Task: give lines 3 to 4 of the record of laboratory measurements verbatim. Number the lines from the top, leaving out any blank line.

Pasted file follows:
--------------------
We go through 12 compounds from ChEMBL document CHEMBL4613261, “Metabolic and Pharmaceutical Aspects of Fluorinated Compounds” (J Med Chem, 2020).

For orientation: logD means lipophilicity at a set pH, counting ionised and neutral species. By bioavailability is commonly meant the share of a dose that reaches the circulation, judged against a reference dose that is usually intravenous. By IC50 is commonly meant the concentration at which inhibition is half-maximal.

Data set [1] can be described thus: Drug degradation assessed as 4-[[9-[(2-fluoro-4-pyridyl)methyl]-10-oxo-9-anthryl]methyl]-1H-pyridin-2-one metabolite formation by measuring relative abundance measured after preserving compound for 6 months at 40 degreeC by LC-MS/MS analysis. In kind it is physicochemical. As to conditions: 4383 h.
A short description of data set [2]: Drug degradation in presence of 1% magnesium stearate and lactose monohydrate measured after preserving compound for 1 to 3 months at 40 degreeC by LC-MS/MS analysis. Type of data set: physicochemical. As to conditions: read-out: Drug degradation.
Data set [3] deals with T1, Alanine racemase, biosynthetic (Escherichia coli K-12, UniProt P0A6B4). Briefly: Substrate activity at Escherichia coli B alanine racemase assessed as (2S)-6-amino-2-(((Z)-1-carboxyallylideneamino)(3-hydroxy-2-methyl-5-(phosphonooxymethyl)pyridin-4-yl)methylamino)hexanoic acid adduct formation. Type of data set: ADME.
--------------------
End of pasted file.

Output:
Data set [1] can be described thus: Drug degradation assessed as 4-[[9-[(2-fluoro-4-pyridyl)methyl]-10-oxo-9-anthryl]methyl]-1H-pyridin-2-one metabolite formation by measuring relative abundance measured after preserving compound for 6 months at 40 degreeC by LC-MS/MS analysis. In kind it is physicochemical. As to conditions: 4383 h.
A short description of data set [2]: Drug degradation in presence of 1% magnesium stearate and lactose monohydrate measured after preserving compound for 1 to 3 months at 40 degreeC by LC-MS/MS analysis. Type of data set: physicochemical. As to conditions: read-out: Drug degradation.